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Unions urged to use new pay rules to fight for women’s equality

6 April 2017

The NUJ will work with media employers to ensure that data is collected on the gender pay gap and that policies are put in place to eliminate it when new regulations come into force on April 6, 2017.

The gender pay reporting legislation requires employers with 250 or more staff to reveal the pay gap between their male and female workers each year.  Employers will have up to 12 months to publish this information on their website and a government site.

Employers will have to publicise:

  • The overall gender pay gap for employees, using mean and median average hourly pay.
  • The proportion of men and women who received a bonus in a 12-month period.
  • The difference in bonus payments (mean and median) between male and female workers over a 12-month period.
  • The proportion of women and men employees in four pay bands across the employer's overall pay range.

“Journalists in the UK”, a report by the Reuters Institute for the Study of Journalism, found that more than half of the women it surveyed earned less than £2,400 a month compared with 35 per cent of men, and males are considerably more likely to have a salary of more than £40,000 (22 per cent of women and 36 per cent of men).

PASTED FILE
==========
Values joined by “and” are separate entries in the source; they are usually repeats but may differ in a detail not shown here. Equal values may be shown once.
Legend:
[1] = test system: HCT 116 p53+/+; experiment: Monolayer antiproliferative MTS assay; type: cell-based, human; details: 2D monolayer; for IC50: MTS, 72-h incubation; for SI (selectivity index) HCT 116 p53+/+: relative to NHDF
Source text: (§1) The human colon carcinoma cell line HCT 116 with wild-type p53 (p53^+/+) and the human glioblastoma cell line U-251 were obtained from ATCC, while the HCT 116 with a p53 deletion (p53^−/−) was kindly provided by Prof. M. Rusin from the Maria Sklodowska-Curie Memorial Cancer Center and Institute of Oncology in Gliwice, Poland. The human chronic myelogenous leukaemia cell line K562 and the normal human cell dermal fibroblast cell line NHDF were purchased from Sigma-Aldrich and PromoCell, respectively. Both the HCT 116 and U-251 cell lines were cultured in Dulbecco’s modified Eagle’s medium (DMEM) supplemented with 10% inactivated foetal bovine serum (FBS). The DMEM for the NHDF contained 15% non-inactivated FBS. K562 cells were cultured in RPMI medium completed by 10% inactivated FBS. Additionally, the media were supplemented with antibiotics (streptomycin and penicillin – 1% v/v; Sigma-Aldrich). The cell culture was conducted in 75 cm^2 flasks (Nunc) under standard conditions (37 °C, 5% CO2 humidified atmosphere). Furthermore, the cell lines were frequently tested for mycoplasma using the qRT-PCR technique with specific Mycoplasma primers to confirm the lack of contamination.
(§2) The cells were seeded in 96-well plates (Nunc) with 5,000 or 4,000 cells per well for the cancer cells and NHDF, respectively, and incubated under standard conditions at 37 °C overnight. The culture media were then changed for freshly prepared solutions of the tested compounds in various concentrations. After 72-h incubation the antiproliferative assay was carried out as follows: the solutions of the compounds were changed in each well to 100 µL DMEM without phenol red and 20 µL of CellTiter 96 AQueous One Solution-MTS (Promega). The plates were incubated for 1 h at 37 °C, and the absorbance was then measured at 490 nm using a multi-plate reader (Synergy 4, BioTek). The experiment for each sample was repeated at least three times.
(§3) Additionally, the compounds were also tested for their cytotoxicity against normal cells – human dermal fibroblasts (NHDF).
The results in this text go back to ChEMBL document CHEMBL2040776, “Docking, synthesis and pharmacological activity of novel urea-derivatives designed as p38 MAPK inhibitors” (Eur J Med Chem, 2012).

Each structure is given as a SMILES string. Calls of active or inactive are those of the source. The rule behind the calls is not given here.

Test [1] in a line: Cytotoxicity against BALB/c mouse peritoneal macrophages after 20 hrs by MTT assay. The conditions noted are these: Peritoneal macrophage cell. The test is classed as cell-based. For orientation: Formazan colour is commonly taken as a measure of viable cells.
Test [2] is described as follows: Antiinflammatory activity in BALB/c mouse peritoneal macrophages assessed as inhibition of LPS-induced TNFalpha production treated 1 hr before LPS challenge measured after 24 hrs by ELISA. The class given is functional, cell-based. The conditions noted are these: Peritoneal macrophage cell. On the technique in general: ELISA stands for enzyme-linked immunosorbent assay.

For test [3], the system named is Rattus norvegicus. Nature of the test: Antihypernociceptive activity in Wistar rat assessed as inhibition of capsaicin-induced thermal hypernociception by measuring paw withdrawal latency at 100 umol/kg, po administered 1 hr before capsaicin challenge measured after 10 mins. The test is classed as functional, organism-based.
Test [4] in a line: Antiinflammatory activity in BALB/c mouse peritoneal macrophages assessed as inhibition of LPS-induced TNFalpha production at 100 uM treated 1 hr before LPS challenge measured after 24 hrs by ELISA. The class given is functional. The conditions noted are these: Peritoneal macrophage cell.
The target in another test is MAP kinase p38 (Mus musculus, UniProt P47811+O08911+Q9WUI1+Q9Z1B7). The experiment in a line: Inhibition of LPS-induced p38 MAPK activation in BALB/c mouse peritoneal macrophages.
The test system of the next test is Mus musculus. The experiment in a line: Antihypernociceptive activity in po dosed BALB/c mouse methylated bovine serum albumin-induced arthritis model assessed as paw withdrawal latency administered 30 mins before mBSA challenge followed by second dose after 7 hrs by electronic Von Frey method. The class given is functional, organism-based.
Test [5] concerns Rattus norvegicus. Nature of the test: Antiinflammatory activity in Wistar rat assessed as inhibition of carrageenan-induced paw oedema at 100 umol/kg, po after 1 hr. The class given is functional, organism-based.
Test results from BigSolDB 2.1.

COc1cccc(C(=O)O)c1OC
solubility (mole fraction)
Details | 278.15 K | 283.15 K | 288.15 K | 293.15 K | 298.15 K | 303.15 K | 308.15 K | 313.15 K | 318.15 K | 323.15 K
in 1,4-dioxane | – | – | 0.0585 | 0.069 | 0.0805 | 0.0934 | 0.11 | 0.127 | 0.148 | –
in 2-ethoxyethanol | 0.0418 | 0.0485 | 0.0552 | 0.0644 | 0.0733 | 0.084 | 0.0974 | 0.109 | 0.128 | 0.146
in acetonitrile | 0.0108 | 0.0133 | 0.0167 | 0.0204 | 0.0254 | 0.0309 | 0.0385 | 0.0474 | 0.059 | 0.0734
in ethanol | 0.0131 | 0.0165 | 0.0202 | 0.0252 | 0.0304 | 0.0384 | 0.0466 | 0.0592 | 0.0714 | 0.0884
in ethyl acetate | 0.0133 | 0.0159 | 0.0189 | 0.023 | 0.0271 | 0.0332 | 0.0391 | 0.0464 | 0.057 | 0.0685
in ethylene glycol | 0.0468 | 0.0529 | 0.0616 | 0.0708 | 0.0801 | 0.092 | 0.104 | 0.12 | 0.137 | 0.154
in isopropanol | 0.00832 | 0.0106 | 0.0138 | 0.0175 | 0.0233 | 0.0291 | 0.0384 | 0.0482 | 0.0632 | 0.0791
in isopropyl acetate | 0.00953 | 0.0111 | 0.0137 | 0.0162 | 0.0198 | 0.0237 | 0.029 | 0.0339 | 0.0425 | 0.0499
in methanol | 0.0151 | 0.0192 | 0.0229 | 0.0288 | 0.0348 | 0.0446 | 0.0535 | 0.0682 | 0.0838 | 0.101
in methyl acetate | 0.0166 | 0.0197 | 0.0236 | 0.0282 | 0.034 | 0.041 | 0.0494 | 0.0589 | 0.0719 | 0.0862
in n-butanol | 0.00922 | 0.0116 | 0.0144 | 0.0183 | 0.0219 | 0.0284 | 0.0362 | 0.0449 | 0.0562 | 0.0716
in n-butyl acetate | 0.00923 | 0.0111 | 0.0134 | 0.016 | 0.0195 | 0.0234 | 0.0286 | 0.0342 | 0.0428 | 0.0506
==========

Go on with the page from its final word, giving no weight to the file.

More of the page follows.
The Chartered Institute of Public Relations’ 2017 edition of its “State of the Profession” report revealed a pay inequality gap of £5,784, a modest reduction of £220 on last year’s figure.

In the UK, the overall percentage difference in men and women's pay is 13.9 per cent for full-time employees and 17.3 per cent for all employees.

One reason for the lack of action on the gender gap could be the paucity of women on the boards of media companies. The BBC has 10 men and four women, the proportion at Sky is 11:3, ITV 7:3, ITN 7:1; Channel 4 9:3; Trinity Mirror 6:2, Archant 6:1, Johnston Press 6:1 and Newsquest 13:2.

Séamus Dooley, acting general secretary of the NUJ, said:

"We will be encouraging all employers, regardless of the number of employees, in the media to take the gender pay gap seriously. This change in law is helpful, but it is only a start, and should include medium-sized companies and impose sanctions on companies discriminating against women in the workplace.

"Our pay surveys have found women doing the same job as their male colleagues who are being paid less. The union has won cases where female members have been discriminated against, but how on earth can media companies allow this practice to occur?

"Change must start at the top. It is clear that most media companies have very few women on their boards of directors. Measures must be taken to recruit women to these boards.

"Our members have told us they lose out at work because they have to juggle family responsibilities with work commitments. They have had to take career breaks or worked part-time and have lost out on promotion. Employers need to remove the barriers at work which prevent women being able to achieve their potential."

The issue of pay equality and gender balance has long-featured on the NUJ’s agenda and was discussed at the reps' summit held in Manchester on Saturday as part of the Local News Matters Week. Among the contributors was NEC member Steve Bird.

Steve Bird, who is also vice-chair of the NUJ's Newspaper and Agencies Industrial Council, said: